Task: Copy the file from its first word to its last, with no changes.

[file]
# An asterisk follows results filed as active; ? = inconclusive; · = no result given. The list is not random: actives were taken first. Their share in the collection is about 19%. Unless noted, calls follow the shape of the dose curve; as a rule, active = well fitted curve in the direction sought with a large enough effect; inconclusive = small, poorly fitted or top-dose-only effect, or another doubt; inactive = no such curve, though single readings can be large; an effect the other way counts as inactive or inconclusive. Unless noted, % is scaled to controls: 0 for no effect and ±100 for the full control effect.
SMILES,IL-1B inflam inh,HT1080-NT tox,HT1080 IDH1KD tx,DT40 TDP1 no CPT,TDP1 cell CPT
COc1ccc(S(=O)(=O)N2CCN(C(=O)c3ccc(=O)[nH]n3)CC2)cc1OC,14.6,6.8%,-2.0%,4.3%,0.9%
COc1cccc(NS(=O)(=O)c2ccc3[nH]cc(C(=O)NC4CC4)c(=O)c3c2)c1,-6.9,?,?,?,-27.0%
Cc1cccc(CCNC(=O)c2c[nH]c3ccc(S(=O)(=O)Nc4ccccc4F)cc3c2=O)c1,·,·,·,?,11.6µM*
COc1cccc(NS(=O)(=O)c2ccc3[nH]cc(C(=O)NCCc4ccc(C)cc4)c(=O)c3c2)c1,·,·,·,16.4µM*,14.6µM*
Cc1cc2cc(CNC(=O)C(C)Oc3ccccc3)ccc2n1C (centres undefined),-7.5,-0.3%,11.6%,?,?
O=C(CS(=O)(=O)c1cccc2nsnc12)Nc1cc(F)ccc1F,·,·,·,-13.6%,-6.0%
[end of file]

# An asterisk follows results filed as active; ? = inconclusive; · = no result given. The list is not random: actives were taken first. Their share in the collection is about 19%. Unless noted, calls follow the shape of the dose curve; as a rule, active = well fitted curve in the direction sought with a large enough effect; inconclusive = small, poorly fitted or top-dose-only effect, or another doubt; inactive = no such curve, though single readings can be large; an effect the other way counts as inactive or inconclusive. Unless noted, % is scaled to controls: 0 for no effect and ±100 for the full control effect.
SMILES,IL-1B inflam inh,HT1080-NT tox,HT1080 IDH1KD tx,DT40 TDP1 no CPT,TDP1 cell CPT
COc1ccc(S(=O)(=O)N2CCN(C(=O)c3ccc(=O)[nH]n3)CC2)cc1OC,14.6,6.8%,-2.0%,4.3%,0.9%
COc1cccc(NS(=O)(=O)c2ccc3[nH]cc(C(=O)NC4CC4)c(=O)c3c2)c1,-6.9,?,?,?,-27.0%
Cc1cccc(CCNC(=O)c2c[nH]c3ccc(S(=O)(=O)Nc4ccccc4F)cc3c2=O)c1,·,·,·,?,11.6µM*
COc1cccc(NS(=O)(=O)c2ccc3[nH]cc(C(=O)NCCc4ccc(C)cc4)c(=O)c3c2)c1,·,·,·,16.4µM*,14.6µM*
Cc1cc2cc(CNC(=O)C(C)Oc3ccccc3)ccc2n1C (centres undefined),-7.5,-0.3%,11.6%,?,?
O=C(CS(=O)(=O)c1cccc2nsnc12)Nc1cc(F)ccc1F,·,·,·,-13.6%,-6.0%